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The Best Soccer Cleats After an Achilles Injury

by
author image Alicia Rudnicki
Alicia Rudnicki's Library Mix website blends book buzz for all ages. A gardener, she writes for California's Flowers by the Sea nursery. She has a Bachelor of Arts in journalism from UC Berkeley, a Master of Arts in education from CU Denver, and has taught K-12.
The Best Soccer Cleats After an Achilles Injury
Different playing surfaces require different kinds of cleats. Photo Credit Brand X Pictures/Brand X Pictures/Getty Images

Turf shoes may be better than cleats after recovery from Achilles tendon injuries. With their soft nubs, turf shoes spread load on the foot more evenly, maximize flexibility and minimize torqueing during sudden stops. Still, you need to base footwear choices on individual needs and field conditions that may necessitate cleats.

Achilles Tendon Problems

The Best Soccer Cleats After an Achilles Injury
A pair of soccer shoes with cleats on a field. Photo Credit littlebloke/iStock/Getty Images

Flexing your foot or standing on tiptoe are actions made possible by the Achilles tendon, which connects the calf muscle to the heel bone. Tendinitis and tendinosis are the two main types of Achilles injuries. The more familiar term, tendinitis, is signaled by swelling of the ankle and refers to an inflammation of the tendon that usually isn't painful. But tendinosis, also called tendinopathy, hurts. The symptoms of tendinosis, which is caused by tears in the tendon, may range from mild ankle stiffness after awakening in the morning to an all-day stiffness and soreness that prevents exercise.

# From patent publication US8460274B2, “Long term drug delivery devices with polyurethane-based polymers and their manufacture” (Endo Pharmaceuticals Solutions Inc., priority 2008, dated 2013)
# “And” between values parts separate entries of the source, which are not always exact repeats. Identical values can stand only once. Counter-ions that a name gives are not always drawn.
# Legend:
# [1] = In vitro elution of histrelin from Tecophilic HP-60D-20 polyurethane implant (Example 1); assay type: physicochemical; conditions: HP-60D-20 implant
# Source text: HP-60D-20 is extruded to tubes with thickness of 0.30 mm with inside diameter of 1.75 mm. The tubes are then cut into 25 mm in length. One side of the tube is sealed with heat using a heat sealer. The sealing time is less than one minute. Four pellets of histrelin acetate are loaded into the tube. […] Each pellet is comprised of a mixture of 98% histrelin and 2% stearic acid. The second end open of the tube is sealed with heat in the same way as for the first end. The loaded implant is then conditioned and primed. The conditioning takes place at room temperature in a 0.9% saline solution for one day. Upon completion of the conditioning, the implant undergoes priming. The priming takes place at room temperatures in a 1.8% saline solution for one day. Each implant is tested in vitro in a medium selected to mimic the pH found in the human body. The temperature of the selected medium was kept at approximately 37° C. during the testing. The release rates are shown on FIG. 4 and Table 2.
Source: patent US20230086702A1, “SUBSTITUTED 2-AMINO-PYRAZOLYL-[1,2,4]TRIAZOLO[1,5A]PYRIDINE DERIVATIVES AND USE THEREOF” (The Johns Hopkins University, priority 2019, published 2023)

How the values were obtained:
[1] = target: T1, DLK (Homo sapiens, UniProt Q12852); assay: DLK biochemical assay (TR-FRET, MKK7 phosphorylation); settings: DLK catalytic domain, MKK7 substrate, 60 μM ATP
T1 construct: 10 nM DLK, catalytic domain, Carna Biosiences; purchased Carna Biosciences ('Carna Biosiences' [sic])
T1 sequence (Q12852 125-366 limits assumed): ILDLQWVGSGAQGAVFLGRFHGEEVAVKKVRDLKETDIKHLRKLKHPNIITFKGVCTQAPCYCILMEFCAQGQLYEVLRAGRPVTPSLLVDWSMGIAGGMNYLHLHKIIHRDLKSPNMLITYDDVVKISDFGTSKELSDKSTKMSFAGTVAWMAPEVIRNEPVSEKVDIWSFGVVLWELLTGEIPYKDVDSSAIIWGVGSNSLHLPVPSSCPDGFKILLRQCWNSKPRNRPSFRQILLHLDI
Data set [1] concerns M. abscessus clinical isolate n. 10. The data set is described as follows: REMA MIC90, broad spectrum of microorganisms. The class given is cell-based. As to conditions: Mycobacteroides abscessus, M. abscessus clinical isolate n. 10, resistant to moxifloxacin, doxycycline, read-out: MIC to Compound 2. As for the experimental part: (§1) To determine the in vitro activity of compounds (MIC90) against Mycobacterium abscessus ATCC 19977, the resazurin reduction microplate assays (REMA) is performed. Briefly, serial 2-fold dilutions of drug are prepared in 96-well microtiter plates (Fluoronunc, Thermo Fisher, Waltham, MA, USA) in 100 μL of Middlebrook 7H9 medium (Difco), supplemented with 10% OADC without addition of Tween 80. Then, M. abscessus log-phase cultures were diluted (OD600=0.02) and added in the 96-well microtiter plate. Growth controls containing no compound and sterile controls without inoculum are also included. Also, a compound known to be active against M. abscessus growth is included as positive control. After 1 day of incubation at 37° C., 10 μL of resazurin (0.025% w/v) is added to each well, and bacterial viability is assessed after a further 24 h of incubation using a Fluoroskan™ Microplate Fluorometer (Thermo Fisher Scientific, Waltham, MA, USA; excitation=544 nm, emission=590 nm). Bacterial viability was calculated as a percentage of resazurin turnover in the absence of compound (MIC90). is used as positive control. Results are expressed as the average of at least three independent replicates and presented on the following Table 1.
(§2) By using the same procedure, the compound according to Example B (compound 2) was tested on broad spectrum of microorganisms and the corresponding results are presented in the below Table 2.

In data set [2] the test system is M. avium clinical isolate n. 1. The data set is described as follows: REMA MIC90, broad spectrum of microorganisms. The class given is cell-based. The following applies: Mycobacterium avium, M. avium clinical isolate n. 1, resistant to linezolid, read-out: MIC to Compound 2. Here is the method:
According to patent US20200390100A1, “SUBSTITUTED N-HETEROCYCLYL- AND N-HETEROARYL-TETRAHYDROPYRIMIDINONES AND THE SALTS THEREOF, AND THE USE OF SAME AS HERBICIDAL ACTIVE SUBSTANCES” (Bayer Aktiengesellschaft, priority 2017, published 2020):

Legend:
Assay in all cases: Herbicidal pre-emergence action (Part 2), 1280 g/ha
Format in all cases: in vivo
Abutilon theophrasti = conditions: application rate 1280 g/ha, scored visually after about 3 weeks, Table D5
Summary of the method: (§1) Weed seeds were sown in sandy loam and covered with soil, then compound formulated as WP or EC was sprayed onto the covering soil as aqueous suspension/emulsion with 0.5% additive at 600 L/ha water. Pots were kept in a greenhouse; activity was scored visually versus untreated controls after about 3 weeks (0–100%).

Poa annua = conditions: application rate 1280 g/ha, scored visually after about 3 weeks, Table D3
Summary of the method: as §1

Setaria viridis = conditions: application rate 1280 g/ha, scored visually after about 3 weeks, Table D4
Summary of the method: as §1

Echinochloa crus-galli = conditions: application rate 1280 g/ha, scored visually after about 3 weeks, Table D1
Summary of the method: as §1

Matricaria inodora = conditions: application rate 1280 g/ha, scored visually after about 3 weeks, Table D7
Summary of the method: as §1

Individual Needs

When ankle and foot pain arise, obtain a medical diagnosis pinpointing the problem and its source. Sports physical therapist Chris Finn, based in North Carolina, says a doctor with sports experience can identify whether a player recovering from Achilles problems will be more likely to avoid future injury by wearing turf shoes that increase range of ankle movement or more rigid, stabilizing cleats. Finn notes that the cause of an Achilles injury doesn't necessarily originate in the tendon but may be created by trouble in another part of the body. Flat feet, caused by fallen arches, are one example. Soccer players with collapsed arches should consider adding orthotic inserts to turf shoes or cleats.

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Good Fit

Colorado orthopedic surgeon Waqqar 
Khan-Farooqi says turf shoes and cleats should provide a glove-like fit. It is important to prevent the foot from sliding around and putting uneven load on the Achilles tendon, Khan-Farooqi observes. Regarding youth players, he warns parents not to purchase shoes that are too big so children can grow into them.

Turf Shoes Vs. Cleats

Khan-Farooqi, who specializes in foot and ankle injuries, says that soccer players who have experienced Achilles injuries may feel more comfortable in turf shoes, because stress on the foot "from traction control and ground contact is spread over a larger area than with the standard rubber or metal spikes." Cleats are more likely to torque the Achilles tendon in a severe, unusual way, because they dig in to the ground.

Sports therapist Finn says that it isn't possible to make blanket statements about what type of soccer shoe is best after Achilles trouble, but that field types need to be considered. Adverse conditions, such as regular muddiness on a natural soccer pitch, may require cleats. A player who is most comfortable in turf shoes may need to compromise and buy cleats that maximize foot movement as well as traction.

Types of Cleats

Soccer players need to consider the kinds of studs or blades that would be most helpful on the soles of their cleats. Cleats with non-removable conical or blade-like, molded studs work well on firm, natural surfaces. Soft or persistently wet fields may necessitate a shoe with few, widely spaced studs that are removable if necessary. Cleats with numerous, short, flat-tipped, non-removable studs are a good choice for hard ground and artificial playing fields. Turf shoes, which have waffle-like soles, also work well on hard and artificial surfaces. In contrast, indoor soccer shoes have no studs or tread.

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